SIREN WINS DOUBLEHANDED LIGHTSHIP RACE

This June, I am starting my second Singlehanded Transpac Race. As a lead-up event, a friend and I entered my Santa Cruz 33, SIREN, in the Doublehanded Lightship Race, a 25 mile course mostly outside of San Francisco Bay. We scored the win in our class and corrected first overall in PHRF, but we knew we could have done better.

We were mostly happy with our upwind tactics and boat speed, powered by my X-Drive mainsail and an older J3. We rounded Lightship in good shape, determined to make solid gains on the long downwind run to the finish off of St. Francis Yacht Club. As we approached the Golden Gate Bridge, the wind built to 20+ knots with a little ebb current coming out the bay. Our boat speed was a steady 8-9 knots hitting 11-12 knots in the puffs.

Since this was our first time racing doublehanded together, we talked through our jibing techniques before attempting it. Unfortunately, our three jibes did not go as planned and we rounded up each time with my crew left vulnerable on the foredeck. On the third poorly executed jibe, we found ourselves getting too close for comfort to the South Tower of the Golden Gate Bridge so a decision was made to douse the S2 chute. An afterguy was lost but there were no other issues, and some valuable lessons learned.

96012192 2023DHLS 62
Santa Cruz 33, SIREN overpowered under spinnaker. Images copyright of www.h2oshots.com used with permission.

After sailing under the bridge with full main and J3 on a broad reach, we noticed our competitors making gains behind us, all of whom carrying their spinnakers. Instead of leading a spare afterguy and repacking the chute, we decided we were close enough to the finish to maintain our lead without risking a roundup in front of spectators (and cameras) at the clubhouse. Our calculations proved to be accurate but we were embarrassed about the optics of finishing without a chute.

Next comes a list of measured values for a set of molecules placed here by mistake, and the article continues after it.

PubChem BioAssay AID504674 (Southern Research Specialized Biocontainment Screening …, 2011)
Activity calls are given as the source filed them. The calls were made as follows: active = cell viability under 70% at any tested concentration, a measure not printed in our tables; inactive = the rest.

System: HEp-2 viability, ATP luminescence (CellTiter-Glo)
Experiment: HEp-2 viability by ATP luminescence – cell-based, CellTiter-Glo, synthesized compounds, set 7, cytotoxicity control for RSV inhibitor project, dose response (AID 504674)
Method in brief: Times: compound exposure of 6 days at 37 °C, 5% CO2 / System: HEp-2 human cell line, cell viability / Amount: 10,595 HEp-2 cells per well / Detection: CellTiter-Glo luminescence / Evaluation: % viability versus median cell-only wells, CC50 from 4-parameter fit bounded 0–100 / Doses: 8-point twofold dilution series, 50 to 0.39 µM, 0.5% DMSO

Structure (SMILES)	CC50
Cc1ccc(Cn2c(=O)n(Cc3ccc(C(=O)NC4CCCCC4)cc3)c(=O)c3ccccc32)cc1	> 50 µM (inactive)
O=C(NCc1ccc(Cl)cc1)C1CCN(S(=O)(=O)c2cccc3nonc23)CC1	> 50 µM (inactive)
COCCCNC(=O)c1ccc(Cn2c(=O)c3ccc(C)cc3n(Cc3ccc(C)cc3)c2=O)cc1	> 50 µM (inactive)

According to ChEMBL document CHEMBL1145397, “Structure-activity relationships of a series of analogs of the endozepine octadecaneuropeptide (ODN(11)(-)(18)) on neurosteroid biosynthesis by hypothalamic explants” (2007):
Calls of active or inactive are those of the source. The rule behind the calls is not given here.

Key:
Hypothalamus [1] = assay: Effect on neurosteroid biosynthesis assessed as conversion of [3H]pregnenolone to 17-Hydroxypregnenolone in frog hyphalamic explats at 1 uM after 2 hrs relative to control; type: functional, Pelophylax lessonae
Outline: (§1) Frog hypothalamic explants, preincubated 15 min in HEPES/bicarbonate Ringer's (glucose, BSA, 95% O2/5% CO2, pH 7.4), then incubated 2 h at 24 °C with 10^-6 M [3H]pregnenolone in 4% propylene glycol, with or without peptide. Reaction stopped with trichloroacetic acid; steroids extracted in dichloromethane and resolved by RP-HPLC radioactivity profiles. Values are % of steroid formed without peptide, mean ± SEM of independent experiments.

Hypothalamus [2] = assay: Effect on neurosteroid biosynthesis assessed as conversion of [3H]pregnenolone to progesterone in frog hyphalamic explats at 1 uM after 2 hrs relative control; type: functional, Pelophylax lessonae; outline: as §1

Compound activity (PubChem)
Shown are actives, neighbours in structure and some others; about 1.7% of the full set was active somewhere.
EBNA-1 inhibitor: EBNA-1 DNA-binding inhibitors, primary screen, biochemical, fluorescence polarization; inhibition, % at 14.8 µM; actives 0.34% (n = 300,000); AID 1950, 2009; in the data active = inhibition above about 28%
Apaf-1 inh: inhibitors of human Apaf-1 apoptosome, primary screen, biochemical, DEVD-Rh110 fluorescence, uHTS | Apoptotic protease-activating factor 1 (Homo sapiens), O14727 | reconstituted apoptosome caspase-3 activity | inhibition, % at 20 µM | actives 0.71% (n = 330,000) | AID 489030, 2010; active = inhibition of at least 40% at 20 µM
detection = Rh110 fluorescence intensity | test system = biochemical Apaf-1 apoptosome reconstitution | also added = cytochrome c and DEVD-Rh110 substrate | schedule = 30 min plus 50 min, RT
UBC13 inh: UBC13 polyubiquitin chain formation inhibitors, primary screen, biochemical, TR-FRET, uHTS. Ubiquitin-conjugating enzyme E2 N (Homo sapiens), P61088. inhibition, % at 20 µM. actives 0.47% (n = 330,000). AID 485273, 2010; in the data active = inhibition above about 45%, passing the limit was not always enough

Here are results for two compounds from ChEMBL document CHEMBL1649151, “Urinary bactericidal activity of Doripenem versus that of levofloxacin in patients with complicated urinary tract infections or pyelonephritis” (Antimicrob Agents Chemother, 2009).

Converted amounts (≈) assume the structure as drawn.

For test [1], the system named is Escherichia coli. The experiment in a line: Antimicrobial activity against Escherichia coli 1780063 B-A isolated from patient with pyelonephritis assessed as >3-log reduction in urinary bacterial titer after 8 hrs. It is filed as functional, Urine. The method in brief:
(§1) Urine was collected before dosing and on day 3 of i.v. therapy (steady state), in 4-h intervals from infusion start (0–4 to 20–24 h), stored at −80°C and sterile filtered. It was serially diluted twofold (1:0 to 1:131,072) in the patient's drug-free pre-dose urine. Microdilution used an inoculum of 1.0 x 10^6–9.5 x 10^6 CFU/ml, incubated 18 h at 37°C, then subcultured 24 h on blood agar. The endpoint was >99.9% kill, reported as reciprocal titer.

Lessons Learned for Doublehanded Spinnaker Work:

  •  Practice a jibe, even if only in the slip before the race, both an end for end jibe and a dip pole jibe.
  • Make sure the trip lines are working on the spinnaker pole. All too often, all the trip lines on a spinnaker pole are the same color as the bridle. When I am singlehanding, I know where everything is and how things work. But this was not a solo race.
  • Ensure the spin sheets are within reach of the driver when the crew goes forward. For some reason we had led the sheets to the cabin top winches instead of the secondary winches by the helm. When we rounded up, I was unable to reach the sheets.
  • Invest in a new UK Sailmakers Stasher for quick and easy dousing of the spinnaker without taking the entire sail down and having to re-lead the sheets and guys. We watched a doublehanded Cal 40 easily jibe their much larger kite this way.

What I think we did correctly is to remember the big picture and not push the boat too hard before a big race less than two months away. Had we shredded my S2 chute or, God forbid, broken the mast so close to Singlehanded Transpac, that would impact both my budget and ability to adequately prepare for the race. Not re-hoisting the chute was the right call, and we were lucky enough not to have blown our lead.

I’m looking forward to using my new UK Sailmakers Stasher on the next race, which I think will make jibing both my asymmetrical and symmetrical chutes much easier when racing shorthanded.

Brendan Huffman smiling at the hem of his boat Siren.
Brendan Huffman
Brendan Huffman

Brendan Huffman is a lifetime sailor and accomplished cruiser and racer with eight races to Hawaii under his belt including a solo race in 2021. He works with UK Sailmakers Los Angeles and is active with many local sailing organizations working to grow our sport through more participation among youths.

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